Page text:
We Nominate for Stardom — Randolph Scott (1932) 🇺🇸
Motion Picture presents the coming stars — They’ll be your future favorites!
When Paramount signed up Randolph, there was a rumor that he was to take Gary Cooper’s place. And then he was seen, here and there, with Lupe Vélez — and Hollywood wondered if he were going to take Gary’s place with Lupe, too. But Randolph, his studio, and Lupe all deny that such will be his future.
He’s a young Virginian, stands six feet two, and appeals to the local girls because he looks more like an outdoor man than an actor. He enters the ranks of the he-men stars in “Lone Cowboy.”
Randolph Scott — Paramount
Randolph Scott is the blond chap whom Mrs. Vincent Astor calls “the best-looking actor in Hollywood.” He was in Hollywood eight months before he was “discovered” — which, according to the best traditions, makes him good material for stardom.
He was playing the aviator in The Broken Wing on the local stage, when Paramount, the owners of the screen rights, spotted him. However, he was not seen in the picture — perhaps because the studio wanted to avoid romance rumors about Randolph and Lupe.
He has played in only two pictures— “Sky Bride” and “A Successful Calamity.” But Paramount is next going to star him in a series of outdoor epics by Will James, famous cowboy author. The first will be “Lone Cowboy.”
We Believe in Him
- Because Lupe has good taste in men, and Lupe admits that she likes Randolph.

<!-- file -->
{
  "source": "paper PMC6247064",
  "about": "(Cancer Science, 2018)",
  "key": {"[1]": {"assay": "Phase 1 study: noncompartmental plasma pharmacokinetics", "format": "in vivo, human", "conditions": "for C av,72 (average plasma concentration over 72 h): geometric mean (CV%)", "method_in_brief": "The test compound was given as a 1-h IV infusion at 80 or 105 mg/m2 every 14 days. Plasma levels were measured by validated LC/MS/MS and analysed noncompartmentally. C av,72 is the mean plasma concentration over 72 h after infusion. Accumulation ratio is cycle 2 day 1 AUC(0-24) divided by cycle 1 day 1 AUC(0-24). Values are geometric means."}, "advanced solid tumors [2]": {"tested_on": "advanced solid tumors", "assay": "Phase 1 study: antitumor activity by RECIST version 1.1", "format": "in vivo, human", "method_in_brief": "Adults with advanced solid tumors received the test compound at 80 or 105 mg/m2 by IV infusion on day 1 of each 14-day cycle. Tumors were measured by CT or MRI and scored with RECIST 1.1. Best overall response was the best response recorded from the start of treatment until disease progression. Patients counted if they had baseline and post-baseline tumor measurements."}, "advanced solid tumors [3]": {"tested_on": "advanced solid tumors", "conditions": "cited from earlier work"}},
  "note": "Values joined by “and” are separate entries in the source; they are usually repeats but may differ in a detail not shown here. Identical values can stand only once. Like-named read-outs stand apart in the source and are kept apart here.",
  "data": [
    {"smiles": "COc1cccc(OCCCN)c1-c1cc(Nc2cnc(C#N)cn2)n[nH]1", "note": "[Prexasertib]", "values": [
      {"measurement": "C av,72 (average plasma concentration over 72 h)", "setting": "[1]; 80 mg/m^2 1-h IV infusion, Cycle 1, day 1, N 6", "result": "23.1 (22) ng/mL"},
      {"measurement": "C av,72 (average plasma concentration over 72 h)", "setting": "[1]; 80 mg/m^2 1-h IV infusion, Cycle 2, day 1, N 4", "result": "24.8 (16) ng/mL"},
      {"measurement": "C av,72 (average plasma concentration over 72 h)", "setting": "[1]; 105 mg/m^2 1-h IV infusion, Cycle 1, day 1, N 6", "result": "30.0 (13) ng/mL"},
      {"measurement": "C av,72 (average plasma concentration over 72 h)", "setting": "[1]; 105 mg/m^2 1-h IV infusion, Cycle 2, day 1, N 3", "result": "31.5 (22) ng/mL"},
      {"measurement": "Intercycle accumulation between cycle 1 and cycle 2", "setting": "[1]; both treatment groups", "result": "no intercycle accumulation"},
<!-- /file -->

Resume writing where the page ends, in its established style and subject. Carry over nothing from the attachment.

- Because he has believed in himself enough to be undiscouraged by long postponement of his dramatic career.
- Because he is studying to fit himself for his chosen work, and not relying solely on the verdict of his mirror.
- Because he doesn’t look like an actor. Because he is going to get a chance to reveal his healthy wholesomeness in the Will James stories.
- Because he has the poise of a sport-loving Southerner.
Watch for Randolph in “Lone Cowboy.” You will see him often in our pages in the future.
As the leading magazine of the motion picture industry, we are here not only to write of stars already established — but to try to answer that always-intriguing question: “Who will be the stars of tomorrow?”
On this page, each month, we shall tell you of the newcomers who are heading for the heights. We shall give you tip-offs from our inside knowledge of what is going on at the studios, our own contacts with the newcomers, our frank talks with their employers, and our previews of their first pictures.
We want your comments on our candidates for stardom — Editor.
Source: Motion Picture Magazine, June 1932